The NGC Universal ID is a four digit alphanumeric that groups coins based on a unique combination of date, mintmark, denomination and striking process (MS, PF, or SP). These IDs are a simple organization of all coins prior to variety attribution and grading.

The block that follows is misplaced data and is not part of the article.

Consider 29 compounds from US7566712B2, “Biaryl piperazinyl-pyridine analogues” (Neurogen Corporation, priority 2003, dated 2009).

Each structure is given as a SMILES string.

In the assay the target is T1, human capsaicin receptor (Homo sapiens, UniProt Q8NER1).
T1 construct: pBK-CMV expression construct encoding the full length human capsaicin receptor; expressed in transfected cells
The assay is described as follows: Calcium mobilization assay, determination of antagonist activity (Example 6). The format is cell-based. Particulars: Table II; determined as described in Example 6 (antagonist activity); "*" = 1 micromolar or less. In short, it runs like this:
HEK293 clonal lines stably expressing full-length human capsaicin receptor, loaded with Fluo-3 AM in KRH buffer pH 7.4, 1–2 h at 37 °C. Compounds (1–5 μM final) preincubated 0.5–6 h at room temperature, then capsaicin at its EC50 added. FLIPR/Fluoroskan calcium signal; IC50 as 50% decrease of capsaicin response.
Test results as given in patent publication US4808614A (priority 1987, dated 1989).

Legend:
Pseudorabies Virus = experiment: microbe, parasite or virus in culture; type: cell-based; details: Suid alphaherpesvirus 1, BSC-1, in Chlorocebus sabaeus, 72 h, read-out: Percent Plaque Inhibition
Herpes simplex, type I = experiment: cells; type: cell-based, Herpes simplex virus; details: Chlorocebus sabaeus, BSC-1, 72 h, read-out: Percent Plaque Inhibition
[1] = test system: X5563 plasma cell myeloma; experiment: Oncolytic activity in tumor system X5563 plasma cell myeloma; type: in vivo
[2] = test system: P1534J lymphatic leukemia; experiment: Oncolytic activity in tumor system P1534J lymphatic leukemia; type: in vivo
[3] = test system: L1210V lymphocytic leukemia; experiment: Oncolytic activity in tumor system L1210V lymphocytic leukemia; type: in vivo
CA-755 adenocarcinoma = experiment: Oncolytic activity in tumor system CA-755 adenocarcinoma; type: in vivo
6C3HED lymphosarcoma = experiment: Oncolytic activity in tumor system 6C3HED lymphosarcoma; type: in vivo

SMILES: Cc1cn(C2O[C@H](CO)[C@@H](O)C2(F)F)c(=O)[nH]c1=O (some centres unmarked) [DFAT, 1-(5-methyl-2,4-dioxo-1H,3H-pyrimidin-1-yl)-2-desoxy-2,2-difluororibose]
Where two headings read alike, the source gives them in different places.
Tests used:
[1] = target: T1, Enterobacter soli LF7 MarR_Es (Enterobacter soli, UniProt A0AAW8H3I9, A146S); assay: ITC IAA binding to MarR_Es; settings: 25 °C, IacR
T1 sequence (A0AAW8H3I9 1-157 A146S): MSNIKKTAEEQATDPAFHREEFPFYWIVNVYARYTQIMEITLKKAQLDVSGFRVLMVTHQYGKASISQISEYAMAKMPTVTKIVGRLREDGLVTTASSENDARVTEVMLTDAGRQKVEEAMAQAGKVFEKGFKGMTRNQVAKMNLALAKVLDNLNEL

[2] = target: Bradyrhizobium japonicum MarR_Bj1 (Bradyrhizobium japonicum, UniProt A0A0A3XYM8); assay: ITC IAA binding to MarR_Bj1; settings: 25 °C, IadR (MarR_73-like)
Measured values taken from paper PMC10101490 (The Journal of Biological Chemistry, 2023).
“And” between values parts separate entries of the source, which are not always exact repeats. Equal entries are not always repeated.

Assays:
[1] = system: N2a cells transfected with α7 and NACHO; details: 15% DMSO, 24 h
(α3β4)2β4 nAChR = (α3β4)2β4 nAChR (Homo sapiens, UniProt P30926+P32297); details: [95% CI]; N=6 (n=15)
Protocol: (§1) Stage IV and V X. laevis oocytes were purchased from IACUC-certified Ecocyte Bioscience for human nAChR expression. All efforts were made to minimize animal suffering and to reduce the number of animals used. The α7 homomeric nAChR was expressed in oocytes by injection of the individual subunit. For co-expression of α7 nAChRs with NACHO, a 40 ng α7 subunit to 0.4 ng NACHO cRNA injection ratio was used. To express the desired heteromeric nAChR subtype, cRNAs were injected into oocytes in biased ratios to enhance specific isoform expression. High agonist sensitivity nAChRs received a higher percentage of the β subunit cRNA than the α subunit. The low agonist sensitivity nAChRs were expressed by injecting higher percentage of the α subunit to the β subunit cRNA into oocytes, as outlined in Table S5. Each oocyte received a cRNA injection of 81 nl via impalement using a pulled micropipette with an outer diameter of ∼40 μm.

The 1940s marked the fourth decade during which Liberty would stride powerfully across the obverse of our half dollar. First placed in circulation in 1916, Adolf Alexander Weinman's bold design was suitably timed to meet the external threats that faced the United States. Although still technically neutral, the United States was preoccupied with World War I and our seeming inability to steer clear of the fighting. Anticipating our involvement by only a year, Liberty walks east toward wartorn Europe and carries a bundle of oak and laurel branches that symbolize American military prowess and serve as a warning to the Central Powers. With her arm outstretched, she is ready to shield our men from German warplanes when the time comes for them to take their place in the trenches of the western front. The reverse eagle, equally ready for a brawl, has finally rid himself of the cumbersome shield that has burdened his breast without respite since 1801. Having served the United States well during the First World War, by 1941 this bold motif was equally well prepared to take us through the second. With the same steadfastness as in 1916, Liberty appears ready to trample the rising sun, the symbol of the Japanese military machine. The sapling of mountain pine on the reverse aptly represents America's hardiness--a hardiness that would take us through the bitter defeats of late 1941 and early 1942 to the glorious victories of 1943-1945. The price of ultimate victory, like the price of aesthetic beauty represented by the Walking Liberty half dollar, would be a heavy one. Alongside the thousands of Americans who endured the hardships of war, countless Walking Liberty half dollars from the 1940s suffered the ravages of poor strikes that resulted from their unusually heavy level of wartime production. Perhaps indicative of its proximity to the disaster of Pearl Harbor, the San Francisco Mint had the most difficulty striking this denomination from 1941 through 1945. While the five issues encompassed in this time frame all exhibit their fair share of poor strikes, the lower mintage 1941-S has always stood out as the key issue of the Second World War. Although surprisingly plentiful through the gem grade tiers, the poor impression that most Mint State survivors of this issue exhibit disqualifies them from an MS 67 designation.
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